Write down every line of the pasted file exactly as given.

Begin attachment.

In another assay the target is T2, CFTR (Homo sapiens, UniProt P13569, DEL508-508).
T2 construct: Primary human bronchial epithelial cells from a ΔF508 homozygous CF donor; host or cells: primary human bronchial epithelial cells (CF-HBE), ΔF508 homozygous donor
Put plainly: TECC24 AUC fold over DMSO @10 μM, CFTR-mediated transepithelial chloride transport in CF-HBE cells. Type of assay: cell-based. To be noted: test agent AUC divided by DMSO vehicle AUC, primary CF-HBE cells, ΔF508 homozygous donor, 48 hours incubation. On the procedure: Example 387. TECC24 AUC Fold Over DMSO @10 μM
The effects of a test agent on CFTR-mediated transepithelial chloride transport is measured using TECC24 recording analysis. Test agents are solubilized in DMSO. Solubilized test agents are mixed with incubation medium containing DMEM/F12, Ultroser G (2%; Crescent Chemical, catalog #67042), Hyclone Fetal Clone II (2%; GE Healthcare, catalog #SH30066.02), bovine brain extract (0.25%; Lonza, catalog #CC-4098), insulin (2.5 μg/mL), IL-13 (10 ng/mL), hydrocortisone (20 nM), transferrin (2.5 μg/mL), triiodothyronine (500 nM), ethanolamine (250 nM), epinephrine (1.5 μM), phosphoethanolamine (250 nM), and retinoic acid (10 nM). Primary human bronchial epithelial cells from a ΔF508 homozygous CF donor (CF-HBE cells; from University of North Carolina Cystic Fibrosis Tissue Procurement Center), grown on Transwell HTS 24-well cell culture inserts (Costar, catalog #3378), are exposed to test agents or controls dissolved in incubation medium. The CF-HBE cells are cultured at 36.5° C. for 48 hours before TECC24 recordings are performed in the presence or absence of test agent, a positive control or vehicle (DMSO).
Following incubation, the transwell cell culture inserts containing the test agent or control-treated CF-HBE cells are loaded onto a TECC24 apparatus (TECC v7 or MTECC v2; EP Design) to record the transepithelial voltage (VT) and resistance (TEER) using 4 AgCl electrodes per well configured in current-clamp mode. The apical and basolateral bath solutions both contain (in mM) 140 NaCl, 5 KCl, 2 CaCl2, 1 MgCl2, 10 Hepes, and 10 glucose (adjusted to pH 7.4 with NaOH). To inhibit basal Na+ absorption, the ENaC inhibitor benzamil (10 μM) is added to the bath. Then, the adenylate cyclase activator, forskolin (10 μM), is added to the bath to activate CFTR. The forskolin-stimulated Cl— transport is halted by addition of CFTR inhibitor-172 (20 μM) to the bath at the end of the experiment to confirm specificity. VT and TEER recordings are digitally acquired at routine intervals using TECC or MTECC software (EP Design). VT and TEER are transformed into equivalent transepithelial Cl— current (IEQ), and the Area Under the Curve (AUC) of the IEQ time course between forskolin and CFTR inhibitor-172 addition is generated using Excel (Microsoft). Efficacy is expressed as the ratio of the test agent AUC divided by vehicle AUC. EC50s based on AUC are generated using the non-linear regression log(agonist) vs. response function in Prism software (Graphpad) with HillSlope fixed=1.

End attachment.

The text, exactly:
In another assay the target is T2, CFTR (Homo sapiens, UniProt P13569, DEL508-508).
T2 construct: Primary human bronchial epithelial cells from a ΔF508 homozygous CF donor; host or cells: primary human bronchial epithelial cells (CF-HBE), ΔF508 homozygous donor
Put plainly: TECC24 AUC fold over DMSO @10 μM, CFTR-mediated transepithelial chloride transport in CF-HBE cells. Type of assay: cell-based. To be noted: test agent AUC divided by DMSO vehicle AUC, primary CF-HBE cells, ΔF508 homozygous donor, 48 hours incubation. On the procedure: Example 387. TECC24 AUC Fold Over DMSO @10 μM
The effects of a test agent on CFTR-mediated transepithelial chloride transport is measured using TECC24 recording analysis. Test agents are solubilized in DMSO. Solubilized test agents are mixed with incubation medium containing DMEM/F12, Ultroser G (2%; Crescent Chemical, catalog #67042), Hyclone Fetal Clone II (2%; GE Healthcare, catalog #SH30066.02), bovine brain extract (0.25%; Lonza, catalog #CC-4098), insulin (2.5 μg/mL), IL-13 (10 ng/mL), hydrocortisone (20 nM), transferrin (2.5 μg/mL), triiodothyronine (500 nM), ethanolamine (250 nM), epinephrine (1.5 μM), phosphoethanolamine (250 nM), and retinoic acid (10 nM). Primary human bronchial epithelial cells from a ΔF508 homozygous CF donor (CF-HBE cells; from University of North Carolina Cystic Fibrosis Tissue Procurement Center), grown on Transwell HTS 24-well cell culture inserts (Costar, catalog #3378), are exposed to test agents or controls dissolved in incubation medium. The CF-HBE cells are cultured at 36.5° C. for 48 hours before TECC24 recordings are performed in the presence or absence of test agent, a positive control or vehicle (DMSO).
Following incubation, the transwell cell culture inserts containing the test agent or control-treated CF-HBE cells are loaded onto a TECC24 apparatus (TECC v7 or MTECC v2; EP Design) to record the transepithelial voltage (VT) and resistance (TEER) using 4 AgCl electrodes per well configured in current-clamp mode. The apical and basolateral bath solutions both contain (in mM) 140 NaCl, 5 KCl, 2 CaCl2, 1 MgCl2, 10 Hepes, and 10 glucose (adjusted to pH 7.4 with NaOH). To inhibit basal Na+ absorption, the ENaC inhibitor benzamil (10 μM) is added to the bath. Then, the adenylate cyclase activator, forskolin (10 μM), is added to the bath to activate CFTR. The forskolin-stimulated Cl— transport is halted by addition of CFTR inhibitor-172 (20 μM) to the bath at the end of the experiment to confirm specificity. VT and TEER recordings are digitally acquired at routine intervals using TECC or MTECC software (EP Design). VT and TEER are transformed into equivalent transepithelial Cl— current (IEQ), and the Area Under the Curve (AUC) of the IEQ time course between forskolin and CFTR inhibitor-172 addition is generated using Excel (Microsoft). Efficacy is expressed as the ratio of the test agent AUC divided by vehicle AUC. EC50s based on AUC are generated using the non-linear regression log(agonist) vs. response function in Prism software (Graphpad) with HillSlope fixed=1.